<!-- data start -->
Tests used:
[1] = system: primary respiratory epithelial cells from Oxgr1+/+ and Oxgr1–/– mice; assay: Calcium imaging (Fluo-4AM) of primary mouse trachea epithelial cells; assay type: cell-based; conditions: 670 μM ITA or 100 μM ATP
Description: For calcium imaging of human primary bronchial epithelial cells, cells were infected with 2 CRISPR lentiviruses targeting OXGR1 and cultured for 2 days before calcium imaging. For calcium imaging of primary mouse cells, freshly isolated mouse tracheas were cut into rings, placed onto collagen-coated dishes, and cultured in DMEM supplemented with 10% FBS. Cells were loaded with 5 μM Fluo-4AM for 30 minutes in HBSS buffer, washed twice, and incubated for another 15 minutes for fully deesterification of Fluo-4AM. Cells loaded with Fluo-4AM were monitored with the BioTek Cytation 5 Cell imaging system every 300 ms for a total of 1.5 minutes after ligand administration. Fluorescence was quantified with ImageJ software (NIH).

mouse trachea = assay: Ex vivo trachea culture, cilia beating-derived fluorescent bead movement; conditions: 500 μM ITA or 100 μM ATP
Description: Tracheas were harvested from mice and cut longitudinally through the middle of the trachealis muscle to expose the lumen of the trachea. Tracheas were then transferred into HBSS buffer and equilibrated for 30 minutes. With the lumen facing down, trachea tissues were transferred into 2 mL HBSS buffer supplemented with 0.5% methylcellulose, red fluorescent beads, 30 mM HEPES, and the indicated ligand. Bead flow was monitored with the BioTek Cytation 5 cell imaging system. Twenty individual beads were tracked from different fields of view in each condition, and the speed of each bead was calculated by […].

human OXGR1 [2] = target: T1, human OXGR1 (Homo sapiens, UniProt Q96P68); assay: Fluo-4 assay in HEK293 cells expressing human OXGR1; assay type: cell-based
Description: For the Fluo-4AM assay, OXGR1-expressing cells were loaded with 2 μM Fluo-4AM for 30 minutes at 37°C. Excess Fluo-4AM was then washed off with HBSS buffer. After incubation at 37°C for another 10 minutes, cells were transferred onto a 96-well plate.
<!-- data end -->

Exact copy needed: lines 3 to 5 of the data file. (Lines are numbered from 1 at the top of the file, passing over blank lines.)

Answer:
Description: For calcium imaging of human primary bronchial epithelial cells, cells were infected with 2 CRISPR lentiviruses targeting OXGR1 and cultured for 2 days before calcium imaging. For calcium imaging of primary mouse cells, freshly isolated mouse tracheas were cut into rings, placed onto collagen-coated dishes, and cultured in DMEM supplemented with 10% FBS. Cells were loaded with 5 μM Fluo-4AM for 30 minutes in HBSS buffer, washed twice, and incubated for another 15 minutes for fully deesterification of Fluo-4AM. Cells loaded with Fluo-4AM were monitored with the BioTek Cytation 5 Cell imaging system every 300 ms for a total of 1.5 minutes after ligand administration. Fluorescence was quantified with ImageJ software (NIH).

mouse trachea = assay: Ex vivo trachea culture, cilia beating-derived fluorescent bead movement; conditions: 500 μM ITA or 100 μM ATP
Description: Tracheas were harvested from mice and cut longitudinally through the middle of the trachealis muscle to expose the lumen of the trachea. Tracheas were then transferred into HBSS buffer and equilibrated for 30 minutes. With the lumen facing down, trachea tissues were transferred into 2 mL HBSS buffer supplemented with 0.5% methylcellulose, red fluorescent beads, 30 mM HEPES, and the indicated ligand. Bead flow was monitored with the BioTek Cytation 5 cell imaging system. Twenty individual beads were tracked from different fields of view in each condition, and the speed of each bead was calculated by […].